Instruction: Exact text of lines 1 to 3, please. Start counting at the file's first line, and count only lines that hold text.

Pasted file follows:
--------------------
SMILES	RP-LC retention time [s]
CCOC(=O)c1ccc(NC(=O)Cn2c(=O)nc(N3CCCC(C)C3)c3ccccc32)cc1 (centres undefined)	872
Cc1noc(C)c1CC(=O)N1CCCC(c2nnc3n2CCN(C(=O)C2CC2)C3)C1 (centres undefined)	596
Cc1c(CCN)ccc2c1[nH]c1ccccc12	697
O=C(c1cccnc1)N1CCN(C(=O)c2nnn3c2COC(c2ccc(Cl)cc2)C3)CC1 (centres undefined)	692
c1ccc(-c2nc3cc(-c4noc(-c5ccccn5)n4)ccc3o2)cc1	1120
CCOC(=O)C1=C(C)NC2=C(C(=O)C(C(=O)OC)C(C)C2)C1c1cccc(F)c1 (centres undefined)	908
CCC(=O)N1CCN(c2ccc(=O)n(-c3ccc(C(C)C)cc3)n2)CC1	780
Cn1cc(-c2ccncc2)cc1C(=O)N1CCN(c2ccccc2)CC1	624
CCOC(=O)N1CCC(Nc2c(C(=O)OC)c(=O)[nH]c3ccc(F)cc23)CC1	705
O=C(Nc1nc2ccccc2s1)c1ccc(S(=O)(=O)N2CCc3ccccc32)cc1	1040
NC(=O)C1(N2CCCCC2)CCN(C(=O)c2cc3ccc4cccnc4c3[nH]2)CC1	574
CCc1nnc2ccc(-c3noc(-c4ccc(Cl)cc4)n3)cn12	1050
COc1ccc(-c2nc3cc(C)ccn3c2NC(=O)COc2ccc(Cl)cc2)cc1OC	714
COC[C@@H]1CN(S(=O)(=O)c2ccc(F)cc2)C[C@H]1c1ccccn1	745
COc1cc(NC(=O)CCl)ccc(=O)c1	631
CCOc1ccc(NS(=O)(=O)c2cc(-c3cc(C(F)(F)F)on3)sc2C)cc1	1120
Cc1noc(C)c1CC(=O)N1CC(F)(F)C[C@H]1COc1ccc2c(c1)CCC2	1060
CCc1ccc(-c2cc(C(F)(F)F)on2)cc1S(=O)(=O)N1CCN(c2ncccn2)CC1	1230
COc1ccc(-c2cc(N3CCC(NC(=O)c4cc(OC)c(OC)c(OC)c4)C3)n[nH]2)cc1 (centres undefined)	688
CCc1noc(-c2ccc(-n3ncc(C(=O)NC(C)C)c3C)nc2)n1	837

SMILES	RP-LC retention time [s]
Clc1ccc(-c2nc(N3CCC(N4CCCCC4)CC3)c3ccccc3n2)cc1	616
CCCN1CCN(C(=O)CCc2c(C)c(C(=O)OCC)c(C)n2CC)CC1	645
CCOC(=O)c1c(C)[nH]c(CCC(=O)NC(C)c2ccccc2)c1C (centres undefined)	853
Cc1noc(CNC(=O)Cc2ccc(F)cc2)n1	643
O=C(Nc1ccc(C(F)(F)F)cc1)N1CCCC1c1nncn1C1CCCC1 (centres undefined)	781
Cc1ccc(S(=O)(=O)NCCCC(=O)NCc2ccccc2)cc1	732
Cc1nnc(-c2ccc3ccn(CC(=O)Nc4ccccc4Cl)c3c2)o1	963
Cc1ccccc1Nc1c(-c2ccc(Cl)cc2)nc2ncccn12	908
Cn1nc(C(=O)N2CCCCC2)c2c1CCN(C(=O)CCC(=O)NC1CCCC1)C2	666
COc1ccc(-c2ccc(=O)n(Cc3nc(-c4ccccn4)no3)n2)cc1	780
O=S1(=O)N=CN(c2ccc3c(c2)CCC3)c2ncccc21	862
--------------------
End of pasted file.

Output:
SMILES	RP-LC retention time [s]
CCOC(=O)c1ccc(NC(=O)Cn2c(=O)nc(N3CCCC(C)C3)c3ccccc32)cc1 (centres undefined)	872
Cc1noc(C)c1CC(=O)N1CCCC(c2nnc3n2CCN(C(=O)C2CC2)C3)C1 (centres undefined)	596